Can sport bring people together after situations that put them on opposite sides, such as social and political issues? All sports need to do more. When you look at football, it has such a big place in the hearts of Brazilians and people around the world, but organizations need to do it, and teams need to do more. It’s not just a sport, it’s not just the money-making machine, it’s not just entertainment. In fact, it can impact people positively. I mean, it brings together people from all different parts of the city or the country for these events. But the message is so important, the message that they are putting out can really impact kids. So there is a huge amount of work that needs to be done. They used to say that there is no place for politics in sport, and I think that’s silly. I mean, politics is one thing, but human rights are not politics. It is a right that every human being around the world should have. So talking about it shouldn’t be separate, because we are human beings. So you will continue to have my support. I will continue to be frank and try to pull the sport in that direction to do more.

You’re branching out into some new areas, like cinema. What motivated you to create a production company? Will your films carry the flags you raise, such as the fight against racism and the fight for sustainability? I won’t be able to run forever, so I’m very focused on finding things I love, things I’m passionate about. I think I’m good at team building. I think I’m good at motivating people, and what I really believe in is storytelling. There are movies out there that were extremely inspiring to me. In terms of getting up, like I’m having a rough day. There are so many great stories out there that I think they should be told. Different stories to give people hope, to give hope to children. So I want to be a part of it. When I make these films and documentaries, I want to make sure they’re linked to some kind of social cause. It has to have a purpose. Not just the story, but it’s also connected to inspire.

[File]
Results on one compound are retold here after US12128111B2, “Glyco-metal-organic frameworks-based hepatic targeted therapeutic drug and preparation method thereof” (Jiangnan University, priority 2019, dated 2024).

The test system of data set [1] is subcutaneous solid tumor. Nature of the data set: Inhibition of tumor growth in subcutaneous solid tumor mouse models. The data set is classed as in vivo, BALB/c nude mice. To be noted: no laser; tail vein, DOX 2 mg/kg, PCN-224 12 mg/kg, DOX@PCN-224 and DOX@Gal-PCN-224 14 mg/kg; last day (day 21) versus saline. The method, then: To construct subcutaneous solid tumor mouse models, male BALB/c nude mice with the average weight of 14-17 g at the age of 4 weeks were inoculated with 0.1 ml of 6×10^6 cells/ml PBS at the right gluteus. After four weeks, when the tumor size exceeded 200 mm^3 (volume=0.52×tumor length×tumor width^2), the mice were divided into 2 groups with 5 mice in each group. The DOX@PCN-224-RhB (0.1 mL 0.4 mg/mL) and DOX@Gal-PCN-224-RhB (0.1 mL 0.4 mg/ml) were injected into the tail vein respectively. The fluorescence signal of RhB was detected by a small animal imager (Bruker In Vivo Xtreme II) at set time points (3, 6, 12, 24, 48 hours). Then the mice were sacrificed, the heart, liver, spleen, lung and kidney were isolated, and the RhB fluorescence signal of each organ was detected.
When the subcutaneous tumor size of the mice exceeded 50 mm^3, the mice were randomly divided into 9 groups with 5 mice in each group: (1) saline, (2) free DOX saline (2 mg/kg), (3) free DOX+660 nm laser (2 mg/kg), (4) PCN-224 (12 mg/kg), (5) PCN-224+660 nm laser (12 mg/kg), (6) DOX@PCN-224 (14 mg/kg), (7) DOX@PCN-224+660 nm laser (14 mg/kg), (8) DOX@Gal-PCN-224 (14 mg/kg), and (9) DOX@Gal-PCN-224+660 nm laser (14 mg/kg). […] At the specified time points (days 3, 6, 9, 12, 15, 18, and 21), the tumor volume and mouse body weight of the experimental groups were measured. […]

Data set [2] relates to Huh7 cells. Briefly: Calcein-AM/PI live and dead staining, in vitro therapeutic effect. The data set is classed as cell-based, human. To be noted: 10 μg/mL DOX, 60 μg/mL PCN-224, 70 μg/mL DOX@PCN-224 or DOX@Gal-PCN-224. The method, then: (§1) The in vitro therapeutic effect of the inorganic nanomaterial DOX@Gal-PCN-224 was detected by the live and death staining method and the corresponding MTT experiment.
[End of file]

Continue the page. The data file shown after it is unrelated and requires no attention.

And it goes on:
Do you want to become an actor? This is a question I get asked all the time. It’s a weird thing because when I was younger I always wondered if I could be in a movie. I wondered if I could act. Now, I have a platform. But I’m really more focused on trying to lift other people up. I’m on TV at the races all the time. I don’t know if I need to be in the movie, but yeah, I mean maybe if I get a chance and I do something a little bit, maybe it’s something to have fun with. But my desire is to find these great stories and put the right people in place to bring them to life. Being a good actor takes a lot of preparation and time, and I don’t really have the time to do that with all the other things I want to do.

Mercedes has not been able to have a car to fight for the title this season. What will be done for the team to perform better in 2023? These next six months are going to be very, very difficult. Particularly for those on my team who are in the factory having to build, having to dig [um carro melhor]🇧🇷 They’re going to have to dig so deep in that time to take really big steps towards the car we know we can build. We will do it together. I think this year we gained the new tools, we gained a new understanding, we evolved as engineers and designers. And as a team, we are more united than ever.

What was the biggest lesson you took away from this season where you couldn’t fight for wins? Well, I think this has been an unusual year, because winning is a beautiful thing, but the fight is so hard and sometimes it can be painful, but it’s the most rewarding by far. So I’m very grateful that we had this experience together. I know that whatever we face we will overcome. And eventually we will win more races and another championship.


Lewis Carl Davidson Hamilton, 37, an English F1 driver, has been in the category since 2007, worked for the McLaren team and has been with Mercedes since 2013. He is a world title holder, alongside Michael Schumacher, with seven titles (2008, 2014, 2015). , 2017, 2018, 2019 and 2020).

- Advertisement -
I am Terrance Carlson, author at News Bulletin 247. I mostly cover technology news and I have been working in this field for a long time. I have a lot of experience and I am highly knowledgeable in this area. I am a very reliable source of information and I always make sure to provide accurate news to my readers.

Related articles


Please enter your comment!
Please enter your name here

Stay Connected


Latest posts